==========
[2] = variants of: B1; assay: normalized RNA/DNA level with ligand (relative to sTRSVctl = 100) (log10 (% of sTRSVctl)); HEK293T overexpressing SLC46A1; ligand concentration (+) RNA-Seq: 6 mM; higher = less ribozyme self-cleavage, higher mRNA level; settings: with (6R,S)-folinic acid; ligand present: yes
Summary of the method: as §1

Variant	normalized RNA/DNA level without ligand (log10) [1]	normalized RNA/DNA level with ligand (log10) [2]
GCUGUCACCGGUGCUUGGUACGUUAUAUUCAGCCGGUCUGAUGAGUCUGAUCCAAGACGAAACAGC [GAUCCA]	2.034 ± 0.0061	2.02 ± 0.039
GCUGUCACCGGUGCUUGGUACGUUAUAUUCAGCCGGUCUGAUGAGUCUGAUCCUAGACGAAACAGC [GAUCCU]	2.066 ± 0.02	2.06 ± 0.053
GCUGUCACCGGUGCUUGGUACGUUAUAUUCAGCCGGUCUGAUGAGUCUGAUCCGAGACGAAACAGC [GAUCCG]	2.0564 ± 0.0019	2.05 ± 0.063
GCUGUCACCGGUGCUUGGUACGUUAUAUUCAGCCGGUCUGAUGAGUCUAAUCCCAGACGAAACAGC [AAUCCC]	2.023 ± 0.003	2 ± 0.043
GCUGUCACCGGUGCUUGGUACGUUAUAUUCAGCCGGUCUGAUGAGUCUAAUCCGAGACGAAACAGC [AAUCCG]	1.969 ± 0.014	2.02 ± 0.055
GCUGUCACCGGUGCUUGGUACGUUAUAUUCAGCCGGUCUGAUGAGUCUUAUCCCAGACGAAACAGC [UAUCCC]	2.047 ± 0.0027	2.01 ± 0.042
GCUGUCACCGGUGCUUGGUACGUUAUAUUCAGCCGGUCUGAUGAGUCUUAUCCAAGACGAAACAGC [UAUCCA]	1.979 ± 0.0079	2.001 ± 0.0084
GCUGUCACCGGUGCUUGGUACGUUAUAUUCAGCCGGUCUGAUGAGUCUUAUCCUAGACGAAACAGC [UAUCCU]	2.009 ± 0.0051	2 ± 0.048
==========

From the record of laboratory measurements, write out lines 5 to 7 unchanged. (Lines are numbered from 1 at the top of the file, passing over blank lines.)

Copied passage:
GCUGUCACCGGUGCUUGGUACGUUAUAUUCAGCCGGUCUGAUGAGUCUGAUCCUAGACGAAACAGC [GAUCCU]	2.066 ± 0.02	2.06 ± 0.053
GCUGUCACCGGUGCUUGGUACGUUAUAUUCAGCCGGUCUGAUGAGUCUGAUCCGAGACGAAACAGC [GAUCCG]	2.0564 ± 0.0019	2.05 ± 0.063
GCUGUCACCGGUGCUUGGUACGUUAUAUUCAGCCGGUCUGAUGAGUCUAAUCCCAGACGAAACAGC [AAUCCC]	2.023 ± 0.003	2 ± 0.043